up close of a comic reading a comic


SDSU offers courses specifically on comics and courses that include comics in the broader curriculum. Over the next two years (2022-2024), at least TEN new comics studies classes will be developed! Comics@SDSU is also developing a Comics Studies Certificate Program. For more information about our comics curriculum, contact Dr. Elizabeth Pollard at [email protected].

Courses offered (by semester)

AFRAS 475 Super Black: The Politics of Representation in Comics
M 4-6:40pm in SH 320
Ajani Brown
30 seats
*GE Fulfillment - Explorations Humanities

AMIND 235 Indians in Comic Books and Graphic Arts
Desmond Hassing
32 seats

ART 215 Visual Odyssey through Comics and Sequential Media
T/Th 3:30-4:45pm in ARTN 300B
Ethan "Neil" Kendricks
30 seats
*GE Fulfillment - Foundations Arts

ECL 157 Comics and History
T/Th 3:30-4:45pm in SH105
Joseph Thomas
70 seats
*GE Fulfillment - Foundations Arts

ECL 527 Graphic Narrative (The Rapid Rise of the Israeli Graphic Novel)
T/Th 2:00-3:15pm in ARTN 412
Dekel Shay Schory
45 Seats

ECL 568 Chicanx Comix: Community, Storytelling, and Social Justice
T/Th 11-12:15pm in HH150
William Nericcio
30 seats
Stacked with LATAM 580 (3 seats) and MALAS 600A (4 seats)

History 157 Comics and History
MWF 10-10:50am in PSFA350
John Tarpley
70 seats
*GE Fulfillment - Foundations Arts

History 157 Comics and History
T/Th 11-12:15pm in LH 343
Mary Stout
70 seats
*GE Fulfillment - Foundations Arts

RWS 413 The Rhetoric of Comics
M/W 2-3:15pm in SH 124
Ben Jenkins
30 seats
*GE Fulfillment - Explorations Humanities

ART 215 Visual Odyssey through Comics and Sequential Media
Ethan Kendricks

ECL 157 Comics and History
William Nericcio

HIST 157 Comics and History
Mary Stout

HONOR 313 History of Feminism Through Comics
Mary Stout

LGBT 550/MALAS 600A Queering Comics
Jess Whatcott

MALAS 600D Naked Souls: Comics / Animation / Psychoanalysis
William Nericcio

Courses offered (by department)

AFRAS 466: Afrofuturism

 [This course satisfies the ethnic studies (ES) requirement.]

Interdisciplinary study of African and African American contributions to science fiction, comic book art, pop culture, and its origins and influences. Course created by Ajani Brown.

AFRAS 475 - Super Black: The Politics of Representation in Comics

“Super Black" is the exploration of comics focused on the increased prevalence of black comic book characters and their creators.  We will delve into the purposeful and audacious inclusion of these culturally specific story arcs into the sequential arts medium. This is an analytic history of the diverse contributions of Black artists to the medium, covering comic books, superhero comics, graphic novels, and cartoon strips. Created by Professor Ajani Brown.

AMIND 235: Indians in Comic Books and Graphic Arts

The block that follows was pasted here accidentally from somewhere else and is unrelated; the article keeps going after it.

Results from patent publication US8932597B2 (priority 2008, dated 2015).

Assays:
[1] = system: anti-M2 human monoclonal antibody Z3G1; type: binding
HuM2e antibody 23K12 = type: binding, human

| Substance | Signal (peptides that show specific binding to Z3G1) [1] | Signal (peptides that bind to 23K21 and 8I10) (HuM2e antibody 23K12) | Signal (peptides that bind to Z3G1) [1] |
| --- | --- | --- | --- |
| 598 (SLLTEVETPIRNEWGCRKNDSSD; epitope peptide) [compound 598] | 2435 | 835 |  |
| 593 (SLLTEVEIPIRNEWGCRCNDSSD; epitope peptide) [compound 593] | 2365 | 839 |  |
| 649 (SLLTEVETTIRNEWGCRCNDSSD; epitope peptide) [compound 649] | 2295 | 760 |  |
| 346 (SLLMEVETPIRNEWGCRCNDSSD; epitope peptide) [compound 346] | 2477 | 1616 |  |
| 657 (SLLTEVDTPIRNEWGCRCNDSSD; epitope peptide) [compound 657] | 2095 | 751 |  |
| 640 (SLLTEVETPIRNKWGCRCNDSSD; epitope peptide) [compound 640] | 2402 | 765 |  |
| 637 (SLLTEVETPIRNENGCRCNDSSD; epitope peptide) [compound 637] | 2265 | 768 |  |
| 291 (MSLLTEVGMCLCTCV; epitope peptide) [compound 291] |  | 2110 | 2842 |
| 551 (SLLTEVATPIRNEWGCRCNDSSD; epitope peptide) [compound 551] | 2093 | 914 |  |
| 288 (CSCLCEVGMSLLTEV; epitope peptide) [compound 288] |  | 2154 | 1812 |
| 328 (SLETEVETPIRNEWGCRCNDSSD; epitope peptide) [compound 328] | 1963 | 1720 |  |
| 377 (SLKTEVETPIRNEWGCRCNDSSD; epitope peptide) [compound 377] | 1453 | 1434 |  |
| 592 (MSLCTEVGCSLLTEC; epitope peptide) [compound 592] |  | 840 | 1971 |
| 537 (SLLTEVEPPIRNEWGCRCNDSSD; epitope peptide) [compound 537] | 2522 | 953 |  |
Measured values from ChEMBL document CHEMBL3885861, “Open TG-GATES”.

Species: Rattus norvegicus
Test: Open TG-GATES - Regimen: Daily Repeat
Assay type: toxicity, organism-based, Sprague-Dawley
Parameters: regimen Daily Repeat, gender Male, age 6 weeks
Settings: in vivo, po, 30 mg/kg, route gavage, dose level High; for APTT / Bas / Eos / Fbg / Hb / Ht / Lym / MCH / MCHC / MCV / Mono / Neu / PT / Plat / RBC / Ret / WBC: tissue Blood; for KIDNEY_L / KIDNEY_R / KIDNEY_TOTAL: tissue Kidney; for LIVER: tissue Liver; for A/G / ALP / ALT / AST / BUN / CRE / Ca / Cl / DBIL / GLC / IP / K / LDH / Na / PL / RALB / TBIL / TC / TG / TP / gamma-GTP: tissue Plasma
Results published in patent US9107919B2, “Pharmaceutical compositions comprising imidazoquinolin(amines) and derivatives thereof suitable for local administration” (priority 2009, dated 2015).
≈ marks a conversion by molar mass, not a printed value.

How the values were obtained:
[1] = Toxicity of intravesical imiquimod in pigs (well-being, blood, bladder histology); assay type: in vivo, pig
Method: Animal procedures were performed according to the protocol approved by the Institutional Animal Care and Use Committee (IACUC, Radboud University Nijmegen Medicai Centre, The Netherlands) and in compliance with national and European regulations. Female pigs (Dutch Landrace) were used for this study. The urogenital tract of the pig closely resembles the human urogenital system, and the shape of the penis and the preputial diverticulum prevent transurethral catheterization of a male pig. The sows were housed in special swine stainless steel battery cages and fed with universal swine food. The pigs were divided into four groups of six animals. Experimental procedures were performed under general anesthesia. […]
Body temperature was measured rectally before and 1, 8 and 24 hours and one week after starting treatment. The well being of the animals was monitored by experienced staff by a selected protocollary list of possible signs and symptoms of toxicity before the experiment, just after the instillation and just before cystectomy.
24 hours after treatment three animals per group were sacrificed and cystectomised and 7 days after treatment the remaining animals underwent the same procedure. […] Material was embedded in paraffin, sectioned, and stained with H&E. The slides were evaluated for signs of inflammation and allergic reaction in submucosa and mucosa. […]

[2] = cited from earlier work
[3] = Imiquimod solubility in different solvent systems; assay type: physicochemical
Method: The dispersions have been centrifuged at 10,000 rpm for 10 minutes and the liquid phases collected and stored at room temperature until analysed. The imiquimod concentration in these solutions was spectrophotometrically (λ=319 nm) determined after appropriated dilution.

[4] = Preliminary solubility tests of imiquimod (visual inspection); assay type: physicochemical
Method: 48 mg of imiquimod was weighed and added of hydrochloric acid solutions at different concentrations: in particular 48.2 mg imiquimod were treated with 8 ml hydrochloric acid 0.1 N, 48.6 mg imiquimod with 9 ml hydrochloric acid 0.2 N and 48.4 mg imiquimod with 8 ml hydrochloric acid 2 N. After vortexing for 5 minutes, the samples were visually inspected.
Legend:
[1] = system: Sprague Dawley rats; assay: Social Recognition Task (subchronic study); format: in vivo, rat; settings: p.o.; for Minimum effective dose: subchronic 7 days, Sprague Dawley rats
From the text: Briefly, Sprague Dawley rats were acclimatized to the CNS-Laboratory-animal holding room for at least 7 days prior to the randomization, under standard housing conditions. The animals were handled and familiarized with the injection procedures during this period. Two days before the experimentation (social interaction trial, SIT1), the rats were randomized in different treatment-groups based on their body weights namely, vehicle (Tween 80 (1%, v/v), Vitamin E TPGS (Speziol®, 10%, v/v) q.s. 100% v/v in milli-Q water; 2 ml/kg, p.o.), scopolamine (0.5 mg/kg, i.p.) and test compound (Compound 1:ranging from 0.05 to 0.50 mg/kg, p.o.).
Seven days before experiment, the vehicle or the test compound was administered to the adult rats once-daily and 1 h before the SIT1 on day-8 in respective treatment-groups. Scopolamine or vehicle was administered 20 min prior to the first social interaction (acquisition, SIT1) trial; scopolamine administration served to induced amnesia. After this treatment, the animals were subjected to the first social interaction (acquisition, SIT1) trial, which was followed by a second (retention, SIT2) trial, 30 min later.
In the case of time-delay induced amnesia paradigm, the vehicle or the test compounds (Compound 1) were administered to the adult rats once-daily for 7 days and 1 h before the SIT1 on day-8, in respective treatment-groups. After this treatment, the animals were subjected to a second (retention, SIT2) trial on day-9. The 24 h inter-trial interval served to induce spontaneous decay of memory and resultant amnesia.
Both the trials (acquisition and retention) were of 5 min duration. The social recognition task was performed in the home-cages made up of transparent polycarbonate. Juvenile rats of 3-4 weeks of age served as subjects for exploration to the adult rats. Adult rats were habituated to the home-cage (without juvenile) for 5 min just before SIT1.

Historical, literary, and cultural study of the representation of the Indigenous Peoples of North America in the medium of the American comic books and graphic arts from the 1930s through the present.

ART 215: Comics and Sequential Media

The Visual Odyssey in Sequential Media. Historical and theoretical overview of visual storytelling through a cross-section of works in animated films, comics, live-action, and photography. Created by professor Neil Kendricks.

ART 343/443/543: Illustration

Visual notation, sketching, representational drawing, and visual translation related to art and design. Instructor: Neil Shigley

Courses in English and Comparative Literature frequently include graphic narrative, especially in courses offered by instructors Bill Nericcio, Yetta Howard and Joseph Thomas. View a complete list of Bill Nericcio's past classes.

ENGL 157: Comics and History 

[Satisfies the C1 category for GE. Same as HIST 157.]

Our class will both study and (even possibly) reinforce our shared 21st century electro-existential experiences—where the mesh of our minds with computer screens, smartphones, and television screens comes to saturate our consciousness. The books and movies and pictures and videos we will experience this term will open our eyes to brave new worlds.  But these works are not without their tricks, not without their surprises, and the fractured souls they flaunt before our eyes will test our intellect, imagination, and, most deeply, our emotions--they may even tattoo our psyche! Works to include artist/authors like Art Spiegelman, Gilbert Hernandez, Emil Ferris, Robert Crumb, Chelsea Cain, Marjane Satrapi and more. Open to all majors and minors with no prior expertise with comics or literature anticipated or expected.

ENGL 527 - Genre Studies

Prerequisite(s): Six lower division units in literature and/or creative writing.  Study of a specific literary genre or genres, such as the novel, tragedy, epic, and lyric. (Sometimes taught with a comics and graphic novel focus).